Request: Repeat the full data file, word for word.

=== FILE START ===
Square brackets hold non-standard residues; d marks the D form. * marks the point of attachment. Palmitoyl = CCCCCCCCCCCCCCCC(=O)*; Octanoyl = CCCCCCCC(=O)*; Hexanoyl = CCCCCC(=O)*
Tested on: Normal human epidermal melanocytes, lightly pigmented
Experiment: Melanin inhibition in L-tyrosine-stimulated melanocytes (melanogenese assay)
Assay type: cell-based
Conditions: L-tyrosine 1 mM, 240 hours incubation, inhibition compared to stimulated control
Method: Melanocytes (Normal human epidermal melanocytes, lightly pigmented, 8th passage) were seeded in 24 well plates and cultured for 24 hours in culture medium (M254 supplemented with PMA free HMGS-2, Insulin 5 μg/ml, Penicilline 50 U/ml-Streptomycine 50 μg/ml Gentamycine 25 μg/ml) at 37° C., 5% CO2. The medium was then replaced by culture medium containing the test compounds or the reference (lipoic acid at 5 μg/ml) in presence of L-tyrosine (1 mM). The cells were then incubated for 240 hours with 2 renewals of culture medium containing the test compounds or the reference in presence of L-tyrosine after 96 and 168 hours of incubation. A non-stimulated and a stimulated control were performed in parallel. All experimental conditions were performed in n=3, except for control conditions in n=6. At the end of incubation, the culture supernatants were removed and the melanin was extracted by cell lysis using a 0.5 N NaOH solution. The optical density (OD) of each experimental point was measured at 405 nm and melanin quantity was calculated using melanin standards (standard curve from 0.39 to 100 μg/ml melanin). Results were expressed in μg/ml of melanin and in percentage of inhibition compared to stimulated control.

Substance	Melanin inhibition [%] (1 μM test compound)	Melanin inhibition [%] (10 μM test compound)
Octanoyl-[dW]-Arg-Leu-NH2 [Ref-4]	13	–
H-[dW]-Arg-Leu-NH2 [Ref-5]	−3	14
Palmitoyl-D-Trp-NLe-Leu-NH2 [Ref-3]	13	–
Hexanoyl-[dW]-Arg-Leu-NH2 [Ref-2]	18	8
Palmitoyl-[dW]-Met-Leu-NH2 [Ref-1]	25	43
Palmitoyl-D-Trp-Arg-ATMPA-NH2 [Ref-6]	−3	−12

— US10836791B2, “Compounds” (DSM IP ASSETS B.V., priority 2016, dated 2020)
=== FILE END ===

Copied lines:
Square brackets hold non-standard residues; d marks the D form. * marks the point of attachment. Palmitoyl = CCCCCCCCCCCCCCCC(=O)*; Octanoyl = CCCCCCCC(=O)*; Hexanoyl = CCCCCC(=O)*
Tested on: Normal human epidermal melanocytes, lightly pigmented
Experiment: Melanin inhibition in L-tyrosine-stimulated melanocytes (melanogenese assay)
Assay type: cell-based
Conditions: L-tyrosine 1 mM, 240 hours incubation, inhibition compared to stimulated control
Method: Melanocytes (Normal human epidermal melanocytes, lightly pigmented, 8th passage) were seeded in 24 well plates and cultured for 24 hours in culture medium (M254 supplemented with PMA free HMGS-2, Insulin 5 μg/ml, Penicilline 50 U/ml-Streptomycine 50 μg/ml Gentamycine 25 μg/ml) at 37° C., 5% CO2. The medium was then replaced by culture medium containing the test compounds or the reference (lipoic acid at 5 μg/ml) in presence of L-tyrosine (1 mM). The cells were then incubated for 240 hours with 2 renewals of culture medium containing the test compounds or the reference in presence of L-tyrosine after 96 and 168 hours of incubation. A non-stimulated and a stimulated control were performed in parallel. All experimental conditions were performed in n=3, except for control conditions in n=6. At the end of incubation, the culture supernatants were removed and the melanin was extracted by cell lysis using a 0.5 N NaOH solution. The optical density (OD) of each experimental point was measured at 405 nm and melanin quantity was calculated using melanin standards (standard curve from 0.39 to 100 μg/ml melanin). Results were expressed in μg/ml of melanin and in percentage of inhibition compared to stimulated control.

Substance	Melanin inhibition [%] (1 μM test compound)	Melanin inhibition [%] (10 μM test compound)
Octanoyl-[dW]-Arg-Leu-NH2 [Ref-4]	13	–
H-[dW]-Arg-Leu-NH2 [Ref-5]	−3	14
Palmitoyl-D-Trp-NLe-Leu-NH2 [Ref-3]	13	–
Hexanoyl-[dW]-Arg-Leu-NH2 [Ref-2]	18	8
Palmitoyl-[dW]-Met-Leu-NH2 [Ref-1]	25	43
Palmitoyl-D-Trp-Arg-ATMPA-NH2 [Ref-6]	−3	−12

— US10836791B2, “Compounds” (DSM IP ASSETS B.V., priority 2016, dated 2020)